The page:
|ILRS Resolution on the Iraq Crisis||
The Executive Committee of the ILRS, meeting in Amsterdam on 5-6 February, adopted the following resolution on the crisis over Iraq.
The International League of Religious Socialists expresses its grave concern over the looming crisis of war in Iraq. We agree that insofar as the UNMOVIC inspectors find weapons of mass destruction, Iraq must disarm and relinquish these weapons, but the manner in which this is to be done is as important as the end result. The process and method of disarmament must be considered in light of the massive opposition throughout the world to a potential war, and in regard to the social tensions (e.g., Anti-Western, Anti-Muslim feeling) that this conflict has thus far exacerbated in our societies. It is essential that the disarmament of Iraq be carried out in a way that will be seen as fair in the eyes of the international community, with respect for international laws and conventions.
- Any decision to take military action against Iraq must be taken by the UN Security Council, and not by any one nation or group of nations acting unilaterally.
Adopted on 5 March 2003
The following is an abridged English translation of an article by Willy Spieler, editor of the Swiss religious socialist journal Neue Wege, and former president of the Social Democratic Party group in Zurich's Cantonal Assembly.
U.S. President George W. Bush has used his State of the Union address not only to prepare the U.S. military for a war against Iraq, but to do so in the name of God. It is believed by Bush that the coming war is being waged to 'defend peace', and that God is on the side of the American military. Bush states that the version of 'liberty' that the American Right supports is not merely America's gift to the world, but that this version of American ideas and values is God's gift to all mankind, and that God has blessed the United States in this endeavour to spread that gift. But what kind of god is worshipped by Bush? And is any less damage done in the world, if Bush ignores his own nation's constitution in order to legitimise an illegal war by the use of religious rhetoric?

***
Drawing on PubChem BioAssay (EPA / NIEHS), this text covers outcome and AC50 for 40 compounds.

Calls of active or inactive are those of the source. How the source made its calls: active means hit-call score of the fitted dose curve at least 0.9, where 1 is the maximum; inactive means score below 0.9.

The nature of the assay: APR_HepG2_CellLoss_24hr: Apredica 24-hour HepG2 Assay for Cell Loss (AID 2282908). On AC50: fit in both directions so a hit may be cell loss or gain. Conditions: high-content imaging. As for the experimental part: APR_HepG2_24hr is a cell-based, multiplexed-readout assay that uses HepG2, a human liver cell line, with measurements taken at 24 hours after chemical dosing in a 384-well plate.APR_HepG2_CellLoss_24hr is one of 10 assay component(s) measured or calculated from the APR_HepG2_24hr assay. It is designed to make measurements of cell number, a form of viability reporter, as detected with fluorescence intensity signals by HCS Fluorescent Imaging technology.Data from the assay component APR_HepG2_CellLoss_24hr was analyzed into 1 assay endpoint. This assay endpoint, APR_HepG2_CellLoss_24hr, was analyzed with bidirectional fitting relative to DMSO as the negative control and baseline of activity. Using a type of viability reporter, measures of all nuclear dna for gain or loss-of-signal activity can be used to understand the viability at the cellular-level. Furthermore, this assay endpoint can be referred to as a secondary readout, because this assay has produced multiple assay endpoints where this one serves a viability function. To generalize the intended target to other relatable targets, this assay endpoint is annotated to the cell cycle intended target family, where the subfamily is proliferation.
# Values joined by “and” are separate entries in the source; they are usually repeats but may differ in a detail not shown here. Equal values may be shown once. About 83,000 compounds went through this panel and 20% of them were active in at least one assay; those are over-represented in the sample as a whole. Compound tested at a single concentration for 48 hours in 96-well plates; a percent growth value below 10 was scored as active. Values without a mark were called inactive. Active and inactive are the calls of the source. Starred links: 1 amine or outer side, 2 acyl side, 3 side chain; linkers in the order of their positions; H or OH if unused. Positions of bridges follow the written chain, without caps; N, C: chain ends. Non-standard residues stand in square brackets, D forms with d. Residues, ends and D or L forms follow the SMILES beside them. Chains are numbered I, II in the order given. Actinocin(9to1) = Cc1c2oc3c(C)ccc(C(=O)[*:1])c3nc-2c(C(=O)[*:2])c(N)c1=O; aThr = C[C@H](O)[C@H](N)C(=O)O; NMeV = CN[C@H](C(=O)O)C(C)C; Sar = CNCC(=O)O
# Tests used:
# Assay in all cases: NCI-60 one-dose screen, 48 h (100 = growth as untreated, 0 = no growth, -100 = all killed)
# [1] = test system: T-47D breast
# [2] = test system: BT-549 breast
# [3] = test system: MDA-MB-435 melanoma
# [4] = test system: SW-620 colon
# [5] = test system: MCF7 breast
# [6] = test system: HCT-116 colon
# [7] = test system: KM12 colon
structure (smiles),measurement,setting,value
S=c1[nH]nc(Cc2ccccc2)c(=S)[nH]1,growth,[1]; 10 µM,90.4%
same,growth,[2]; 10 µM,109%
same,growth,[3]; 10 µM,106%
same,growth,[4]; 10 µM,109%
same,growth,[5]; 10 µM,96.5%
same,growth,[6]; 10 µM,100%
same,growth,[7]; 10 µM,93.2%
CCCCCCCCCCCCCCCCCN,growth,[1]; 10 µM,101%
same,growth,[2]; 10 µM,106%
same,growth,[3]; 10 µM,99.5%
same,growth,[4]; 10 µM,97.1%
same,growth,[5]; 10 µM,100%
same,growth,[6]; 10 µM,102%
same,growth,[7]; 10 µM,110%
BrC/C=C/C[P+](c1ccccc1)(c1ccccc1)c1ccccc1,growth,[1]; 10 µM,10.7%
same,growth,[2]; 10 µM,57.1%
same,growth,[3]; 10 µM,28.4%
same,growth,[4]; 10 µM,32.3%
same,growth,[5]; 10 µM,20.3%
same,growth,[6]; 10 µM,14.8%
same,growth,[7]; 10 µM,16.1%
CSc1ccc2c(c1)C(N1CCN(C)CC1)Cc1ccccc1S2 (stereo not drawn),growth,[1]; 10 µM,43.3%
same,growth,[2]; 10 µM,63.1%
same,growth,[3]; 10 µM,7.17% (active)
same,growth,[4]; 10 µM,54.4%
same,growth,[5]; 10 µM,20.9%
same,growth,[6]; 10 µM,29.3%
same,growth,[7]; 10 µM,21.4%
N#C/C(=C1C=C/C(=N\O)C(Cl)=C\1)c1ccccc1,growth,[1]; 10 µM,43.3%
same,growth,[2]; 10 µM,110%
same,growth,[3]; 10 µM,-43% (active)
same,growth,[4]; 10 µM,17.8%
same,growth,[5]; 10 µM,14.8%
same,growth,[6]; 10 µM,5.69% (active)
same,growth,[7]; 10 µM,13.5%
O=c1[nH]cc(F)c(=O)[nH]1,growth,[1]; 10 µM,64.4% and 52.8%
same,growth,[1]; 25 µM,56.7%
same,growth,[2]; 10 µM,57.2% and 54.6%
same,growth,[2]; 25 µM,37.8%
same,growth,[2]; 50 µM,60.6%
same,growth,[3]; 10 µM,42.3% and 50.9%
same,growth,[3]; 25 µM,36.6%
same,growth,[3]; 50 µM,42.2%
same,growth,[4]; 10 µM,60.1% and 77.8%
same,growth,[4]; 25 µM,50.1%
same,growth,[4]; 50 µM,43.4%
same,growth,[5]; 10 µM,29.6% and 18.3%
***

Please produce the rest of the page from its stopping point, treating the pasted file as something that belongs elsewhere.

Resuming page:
|The Spirituality of Economics
On 13 February, Scottish theologian and anti-poverty activist Kathy Galloway delivered the Christian Socialist Movement's John Wheatley Lecture on the topic, The Spirituality of Economics. Thanks to Harry Watson, we are able to publish it here. The entire speech (approx. 6000 words) is available for download as an Acrobat PDF file. The following is the opening excerpt.
|Report from the World Social Forum in Porto Alegre
|In January ILRS Secretary General Andrew Hammer attended the World Social Forum in Porto Alegre, Brazil. While attracting less media attention than the previous two forums, over 100,000 people from all over the world came to this week-long event to discuss everything from international trade agreements to the plight of indigenous groups in rural Brazil. Andrew's report follows below:
Started in 2001 as a response to the World Economic Forum meetings held in Davos, Switzerland, the World Social Forum has attempted to bring together a coalition of NGOs, activists, and various representatives of the world's poorer nations in order to address the problems facing our world. Where the World Economic Forum (WEF) has crafted the neo-liberal policy that has driven global development over the last thirty years, the World Social Forum (WSF) is intended precisely to confront neo-liberalism and its adverse effects on people throughout the world, in both the North and the South. The WEF consists of a small group of influential world leaders who meet in committee rooms to plot the economic course of the world; the WSF consists of hundreds of diverse seminars, panels, discussions and debates all aimed at changing the course the WEF has so far plotted. The WSF is self-defined as 'an open meeting space for civil groups and social movements that are opposed to neo-liberalism, capitalist hegemony, and to any form of imperialism.'
These are certainly grand goals, and one would think that if over 100,000 people come together to address them, then there might be some clear plan of action put forth on how to achieve them. But at this third World Social Forum, such a plan was nowhere to be found.